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The Walking Dead: World Beyond 1.04 Review – ‘The Wrong End of a Telescope’

October 26, 2020 | Posted by Katie Hallahan
The Walking Dead: World Beyond - The Wrong End of a Telescope
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The Walking Dead: World Beyond 1.04 Review – ‘The Wrong End of a Telescope’  

This week on The Walking Dead: World Beyond, the gang goes back to high school and work on their daddy issues.

The plot! The group finds an old, abandonned high school as a storm is rolling in, so they head inside to take shelter and search for supplies. Inside, they split off into 3 groups to commence their search. Hope tries to call Huck out on keeping things from her, and while she doesn’t exactly get answers (beyond confirmation that yes, Huck wants them to go home), she does realize some things about her father and why he may have left. Iris and Silas get a taste of the high school experience when they find a gymnasium decorated for a dance, and share one of their own. Felix and Elton talk about the latter’s reasons for being on this trip, and when they find some creepy walker leftovers, Felix starts to talk Elton in helping them convince the others to turn back. Hope and Huck find a wolf, and then the cafeteria store room and food supplies, while the others find out there are some hidden dangers in the school as well. When Iris and Silas finally go through an area with walkers in it, hitting a locked door leads to Silas being triggered by memories of attacking his father and beating him bloody. He beats a walker bloody as the others find them and accidentally hurts Elton. The others seem ready to forgive him, however, and even Iris says it doesn’t matter if the rumors that he killed his father are true, because he’s saved their lives twice now. Hope and Iris also come to some closure after Hope’s confession from last week, while Elton asks Felix some questions about how exacly they would get back without going through the Blaze again. In the creepy CRM tag at the end, a woman named Lyla is recording some audio results of an examination on a test subject, a walker strapped to a gurney, mentioning he was a doctor from Portland in life. As she waits for the next test subject to be brought up, we see a photo on her desk of herself and three men: one is the walker on the gurney, and one, with his arm around her, is Hope and Iris’s father.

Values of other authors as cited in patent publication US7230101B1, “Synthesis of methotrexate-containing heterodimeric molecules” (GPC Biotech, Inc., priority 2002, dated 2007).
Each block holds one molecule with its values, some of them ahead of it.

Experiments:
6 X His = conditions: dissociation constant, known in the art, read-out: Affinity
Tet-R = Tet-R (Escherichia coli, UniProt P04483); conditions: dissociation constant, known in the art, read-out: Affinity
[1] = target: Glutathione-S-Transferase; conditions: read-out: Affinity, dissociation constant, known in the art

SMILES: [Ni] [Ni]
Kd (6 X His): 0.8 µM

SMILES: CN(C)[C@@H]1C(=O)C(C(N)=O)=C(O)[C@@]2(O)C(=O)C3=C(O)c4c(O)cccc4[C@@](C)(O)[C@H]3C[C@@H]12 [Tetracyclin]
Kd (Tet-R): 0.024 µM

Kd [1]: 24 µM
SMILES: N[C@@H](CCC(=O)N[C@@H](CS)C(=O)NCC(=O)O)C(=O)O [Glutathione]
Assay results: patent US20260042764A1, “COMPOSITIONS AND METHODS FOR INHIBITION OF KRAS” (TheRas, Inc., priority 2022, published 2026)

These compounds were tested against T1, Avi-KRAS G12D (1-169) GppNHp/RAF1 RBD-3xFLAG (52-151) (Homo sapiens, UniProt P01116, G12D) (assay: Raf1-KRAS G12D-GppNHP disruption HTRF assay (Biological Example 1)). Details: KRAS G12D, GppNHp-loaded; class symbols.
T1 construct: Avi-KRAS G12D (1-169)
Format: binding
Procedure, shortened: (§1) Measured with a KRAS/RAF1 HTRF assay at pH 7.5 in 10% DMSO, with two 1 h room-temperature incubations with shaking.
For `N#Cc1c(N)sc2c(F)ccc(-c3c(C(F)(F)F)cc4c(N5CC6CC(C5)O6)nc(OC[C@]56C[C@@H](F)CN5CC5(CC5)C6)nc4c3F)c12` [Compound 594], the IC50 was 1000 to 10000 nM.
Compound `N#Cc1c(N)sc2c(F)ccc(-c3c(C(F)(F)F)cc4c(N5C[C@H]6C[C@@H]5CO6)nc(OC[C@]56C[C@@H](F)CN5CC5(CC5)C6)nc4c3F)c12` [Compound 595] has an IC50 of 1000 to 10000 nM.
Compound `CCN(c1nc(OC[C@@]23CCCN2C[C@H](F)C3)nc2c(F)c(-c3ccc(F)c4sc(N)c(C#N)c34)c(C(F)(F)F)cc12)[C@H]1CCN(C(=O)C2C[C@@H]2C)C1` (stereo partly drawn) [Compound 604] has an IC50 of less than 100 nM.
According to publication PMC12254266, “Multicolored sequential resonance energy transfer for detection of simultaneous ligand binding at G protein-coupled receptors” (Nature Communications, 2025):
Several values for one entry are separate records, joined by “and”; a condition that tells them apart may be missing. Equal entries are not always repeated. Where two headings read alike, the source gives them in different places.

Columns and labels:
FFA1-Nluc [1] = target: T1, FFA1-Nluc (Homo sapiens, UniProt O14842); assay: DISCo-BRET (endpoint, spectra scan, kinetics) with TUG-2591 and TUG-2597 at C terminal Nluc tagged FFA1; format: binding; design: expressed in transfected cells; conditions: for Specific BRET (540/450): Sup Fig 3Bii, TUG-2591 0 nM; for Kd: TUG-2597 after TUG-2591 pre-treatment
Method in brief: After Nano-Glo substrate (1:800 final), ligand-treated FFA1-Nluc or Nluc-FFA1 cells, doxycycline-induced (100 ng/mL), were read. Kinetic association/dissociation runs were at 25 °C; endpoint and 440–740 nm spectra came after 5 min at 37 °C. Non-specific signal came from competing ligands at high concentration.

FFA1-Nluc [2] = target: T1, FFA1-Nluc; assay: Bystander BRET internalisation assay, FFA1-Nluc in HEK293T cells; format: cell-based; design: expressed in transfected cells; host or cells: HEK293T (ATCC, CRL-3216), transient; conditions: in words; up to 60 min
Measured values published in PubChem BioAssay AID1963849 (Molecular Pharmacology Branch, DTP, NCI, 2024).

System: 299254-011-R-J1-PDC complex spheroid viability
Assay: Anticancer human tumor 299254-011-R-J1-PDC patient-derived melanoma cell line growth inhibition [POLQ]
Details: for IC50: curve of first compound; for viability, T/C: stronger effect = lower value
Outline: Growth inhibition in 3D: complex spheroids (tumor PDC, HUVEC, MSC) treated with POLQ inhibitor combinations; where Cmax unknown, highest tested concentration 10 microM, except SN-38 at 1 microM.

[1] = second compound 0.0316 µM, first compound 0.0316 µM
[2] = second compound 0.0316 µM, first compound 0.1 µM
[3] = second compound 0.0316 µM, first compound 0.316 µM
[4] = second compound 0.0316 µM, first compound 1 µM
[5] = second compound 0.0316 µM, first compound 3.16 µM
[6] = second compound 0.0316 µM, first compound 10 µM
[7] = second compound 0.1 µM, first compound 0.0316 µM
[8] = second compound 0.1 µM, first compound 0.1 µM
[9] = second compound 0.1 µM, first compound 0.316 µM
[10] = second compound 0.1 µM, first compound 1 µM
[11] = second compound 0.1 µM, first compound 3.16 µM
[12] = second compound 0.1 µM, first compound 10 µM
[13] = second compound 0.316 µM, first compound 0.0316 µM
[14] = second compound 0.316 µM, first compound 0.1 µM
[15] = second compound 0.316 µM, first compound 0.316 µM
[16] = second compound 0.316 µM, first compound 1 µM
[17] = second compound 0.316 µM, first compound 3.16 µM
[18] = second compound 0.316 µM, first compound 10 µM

While an overall straightforward episode, I enjoyed this one. The high school-esque moments were endearing, and we got some insight into a few of the characters, while getting hints at the others. The relationships continue to develop and diversify, and Silas has now scored his first walker kill as well.

The insights into Hope and her relationship with her father were probably the most interesting. We’ve seen and heard that she was something of a troublemaker already, seen how the secret of what happened when her mother died has haunted her for 10 years. But this time, we got to see her relationship with her father, how she’s felt lacking when compared to Iris, how she even maybe blames herself for their father leaving. But what I loved most here was seeing how her father accepted her for who she is, loved her unconditionally, and also that she shared certain his interest in chemistry and science, too. This escaped me before though in retrospect, of course she’s good with chemistry, she was making loads of apparently quite good alcohol. But seeing it made clear was nice. I like their relationship, and it makes me hope even more than I already did that we get to see their father alive and reunited with them eventually. Also interesting that he had something mysterious to talk with her about, but put off doing so. Was it something connected to CRM? Or something else entirely? It’s worth noting that their dad was writing a textbook on immunology, something an emerging government in this setting would definitely be interested in looking into.

The scene of Hope and Iris getting closure on their conversation from last week was touching, too. Iris acknowledging that they should’ve talked years ago, that they had lost that time, but that they were good now. Between this, the scenes with Iris and her father, and the backstory about how Hope and Iris were bonded even as babies before they were adopted by their parents, the familiar old joke feel to the two of them holding hands and flipping each other off, this family unit is feeling more and more genuine.